Acute rheumatic fever (ARF) is rare in most developed countries, but rates among Aboriginal and Torres Strait Islander people are among the highest in the world based on available data. Rheumatic heart disease (RHD), which can be prevented by adequate treatment of ARF, also occurs at very high rates among Aboriginal and Torres Strait Islander people.
In 2009, the Australian Government's Rheumatic Fever Strategy was established to improve detection, monitoring and management of ARF and RHD through register-based control programs in the Northern Territory, Western Australia and Queensland.
Jurisdictional incidence of ARF and prevalence of RHD:
Data on the jurisdictional incidence of ARF and prevalence of RHD come from the Northern Territory, Queensland and Western Australian Rheumatic Heart Disease registers. It is not possible to directly compare these data as the registers are at different stages of establishment and coverage.
- There were 317 recorded cases of ARF in the Northern Territory between 2005 and 2010, 178 in Queensland between 2009 and 2011, and 21 in Western Australia between 1 July 2010 and 30 June 2011.
- There were 1,479 recorded cases of RHD in the Northern Territory (at 31 December 2010), 939 in Queensland (at 27 August 2012), and 158 in Western Australia (at 30 June 2011).
Large inequalities exist between Indigenous and other Australians:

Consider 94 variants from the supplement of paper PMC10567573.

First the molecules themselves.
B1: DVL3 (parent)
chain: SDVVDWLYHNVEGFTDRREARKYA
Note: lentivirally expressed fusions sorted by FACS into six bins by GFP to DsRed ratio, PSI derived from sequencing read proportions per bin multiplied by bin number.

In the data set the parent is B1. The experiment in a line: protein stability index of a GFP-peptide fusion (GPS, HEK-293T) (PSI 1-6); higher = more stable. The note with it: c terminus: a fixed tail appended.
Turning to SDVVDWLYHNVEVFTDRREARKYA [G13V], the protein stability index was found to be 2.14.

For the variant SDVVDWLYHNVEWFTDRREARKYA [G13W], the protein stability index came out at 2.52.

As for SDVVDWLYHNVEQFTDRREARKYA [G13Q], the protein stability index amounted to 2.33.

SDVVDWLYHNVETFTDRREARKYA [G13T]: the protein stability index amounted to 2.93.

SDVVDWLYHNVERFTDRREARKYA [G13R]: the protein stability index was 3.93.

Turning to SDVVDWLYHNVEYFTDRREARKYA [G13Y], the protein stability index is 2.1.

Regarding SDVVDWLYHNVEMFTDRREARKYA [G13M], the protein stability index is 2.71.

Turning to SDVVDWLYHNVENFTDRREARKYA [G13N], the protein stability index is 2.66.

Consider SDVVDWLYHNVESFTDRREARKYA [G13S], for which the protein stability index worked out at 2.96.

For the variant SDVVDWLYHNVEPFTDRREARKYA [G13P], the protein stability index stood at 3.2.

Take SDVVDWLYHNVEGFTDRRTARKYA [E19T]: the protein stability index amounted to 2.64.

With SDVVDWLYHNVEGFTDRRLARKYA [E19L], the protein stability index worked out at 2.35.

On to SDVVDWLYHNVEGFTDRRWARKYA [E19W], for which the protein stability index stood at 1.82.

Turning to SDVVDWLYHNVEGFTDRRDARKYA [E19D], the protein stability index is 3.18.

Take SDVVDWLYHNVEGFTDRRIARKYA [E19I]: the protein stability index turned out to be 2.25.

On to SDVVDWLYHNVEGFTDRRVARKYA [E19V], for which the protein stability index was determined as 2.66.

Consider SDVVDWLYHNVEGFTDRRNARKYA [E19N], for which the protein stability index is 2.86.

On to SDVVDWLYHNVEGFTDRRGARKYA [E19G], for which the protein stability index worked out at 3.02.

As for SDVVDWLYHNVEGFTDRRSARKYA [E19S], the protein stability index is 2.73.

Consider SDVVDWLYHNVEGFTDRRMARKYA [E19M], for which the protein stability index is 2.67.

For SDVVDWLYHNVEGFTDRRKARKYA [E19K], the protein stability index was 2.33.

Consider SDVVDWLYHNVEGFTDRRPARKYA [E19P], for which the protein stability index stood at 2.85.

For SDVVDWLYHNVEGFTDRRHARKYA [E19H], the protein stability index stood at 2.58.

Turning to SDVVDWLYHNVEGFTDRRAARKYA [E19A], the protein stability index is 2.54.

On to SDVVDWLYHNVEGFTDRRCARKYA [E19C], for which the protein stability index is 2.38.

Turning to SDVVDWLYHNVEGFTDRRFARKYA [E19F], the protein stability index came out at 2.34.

- Almost all cases of ARF recorded in the Northern Territory between 2005 and 2010 were for Aboriginal and Torres Strait Islander people (98%), with 58% in 5-14 year olds.
- In the Northern Territory in 2010, the prevalence rate of RHD among Aboriginal and Torres Strait Islander people was 26 times the rate for non-Indigenous people.
- Between 2007-08 and 2009-10, Aboriginal and Torres Strait Islander people had hospitalisation rates for ARF/RHD that were more than 6 times as high as for other Australians, but were less likely to have heart valve surgery if hospitalised.
- The death rate from RHD among Aboriginal and Torres Strait Islander people was 5 times as high as that of non-Indigenous Australians between 2004 and 2007.
RHD is a serious disease and has a substantial impact on individuals:
- Regular, long-term antibiotic treatment is recommended for people with ARF or RHD. The proportion of patients in the Northern Territory who received more than 80% of their required doses improved from 23% in 2005 to 28% in 2010, though it still remains quite low.
- Heart surgery may be required to repair heart valve damage resulting from RHD. This is likely to explain why 68% of the hospitalisations for ARF/RHD in 2009-10 occurred in people aged 55 and over.